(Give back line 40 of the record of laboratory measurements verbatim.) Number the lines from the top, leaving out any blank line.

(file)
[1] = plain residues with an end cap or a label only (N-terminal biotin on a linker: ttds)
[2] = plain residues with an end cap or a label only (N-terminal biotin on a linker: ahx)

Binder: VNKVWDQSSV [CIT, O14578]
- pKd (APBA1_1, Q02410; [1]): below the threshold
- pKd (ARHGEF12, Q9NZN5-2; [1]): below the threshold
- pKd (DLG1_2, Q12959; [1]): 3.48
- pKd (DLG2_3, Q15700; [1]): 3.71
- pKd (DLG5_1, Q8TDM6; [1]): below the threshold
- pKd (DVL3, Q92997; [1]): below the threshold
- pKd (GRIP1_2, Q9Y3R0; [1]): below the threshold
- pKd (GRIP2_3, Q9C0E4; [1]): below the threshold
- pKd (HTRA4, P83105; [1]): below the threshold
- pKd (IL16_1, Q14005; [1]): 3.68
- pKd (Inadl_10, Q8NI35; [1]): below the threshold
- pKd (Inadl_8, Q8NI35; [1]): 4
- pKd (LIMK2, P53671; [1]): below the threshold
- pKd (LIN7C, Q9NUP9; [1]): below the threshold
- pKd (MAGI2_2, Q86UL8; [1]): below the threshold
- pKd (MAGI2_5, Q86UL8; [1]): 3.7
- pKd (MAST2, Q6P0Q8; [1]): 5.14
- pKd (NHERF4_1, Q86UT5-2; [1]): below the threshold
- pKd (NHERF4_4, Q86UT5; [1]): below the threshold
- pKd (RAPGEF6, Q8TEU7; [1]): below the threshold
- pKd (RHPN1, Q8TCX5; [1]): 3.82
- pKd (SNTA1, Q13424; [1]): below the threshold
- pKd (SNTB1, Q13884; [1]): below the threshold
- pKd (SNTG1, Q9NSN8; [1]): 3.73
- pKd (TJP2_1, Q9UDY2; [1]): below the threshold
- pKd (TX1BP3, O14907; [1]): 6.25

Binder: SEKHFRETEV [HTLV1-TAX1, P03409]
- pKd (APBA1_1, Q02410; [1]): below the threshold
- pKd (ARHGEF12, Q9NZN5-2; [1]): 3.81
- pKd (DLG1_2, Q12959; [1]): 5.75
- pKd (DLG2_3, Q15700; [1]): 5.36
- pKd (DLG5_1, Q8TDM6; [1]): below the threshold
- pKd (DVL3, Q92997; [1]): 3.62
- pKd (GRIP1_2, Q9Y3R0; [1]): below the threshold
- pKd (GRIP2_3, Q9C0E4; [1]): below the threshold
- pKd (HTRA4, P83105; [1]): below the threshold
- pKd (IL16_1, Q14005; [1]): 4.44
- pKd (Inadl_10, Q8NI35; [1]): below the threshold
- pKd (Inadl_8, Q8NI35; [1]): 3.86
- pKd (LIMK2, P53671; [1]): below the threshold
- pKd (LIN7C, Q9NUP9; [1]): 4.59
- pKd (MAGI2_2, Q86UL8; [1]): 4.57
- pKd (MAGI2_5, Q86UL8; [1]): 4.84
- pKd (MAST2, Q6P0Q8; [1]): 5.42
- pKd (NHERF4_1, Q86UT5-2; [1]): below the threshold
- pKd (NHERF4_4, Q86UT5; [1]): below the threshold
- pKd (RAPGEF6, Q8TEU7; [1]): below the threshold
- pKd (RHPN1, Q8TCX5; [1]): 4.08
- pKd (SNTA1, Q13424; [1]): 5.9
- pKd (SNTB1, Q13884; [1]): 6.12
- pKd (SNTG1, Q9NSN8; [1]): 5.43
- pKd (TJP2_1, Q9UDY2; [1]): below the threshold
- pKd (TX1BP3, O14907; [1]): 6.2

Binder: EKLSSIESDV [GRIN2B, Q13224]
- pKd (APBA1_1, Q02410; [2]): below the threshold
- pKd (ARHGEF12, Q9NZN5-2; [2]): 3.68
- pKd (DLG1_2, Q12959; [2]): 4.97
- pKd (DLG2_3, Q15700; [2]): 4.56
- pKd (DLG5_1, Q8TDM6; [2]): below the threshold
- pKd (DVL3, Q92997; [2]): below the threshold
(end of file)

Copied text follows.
- pKd (IL16_1, Q14005; [1]): 4.44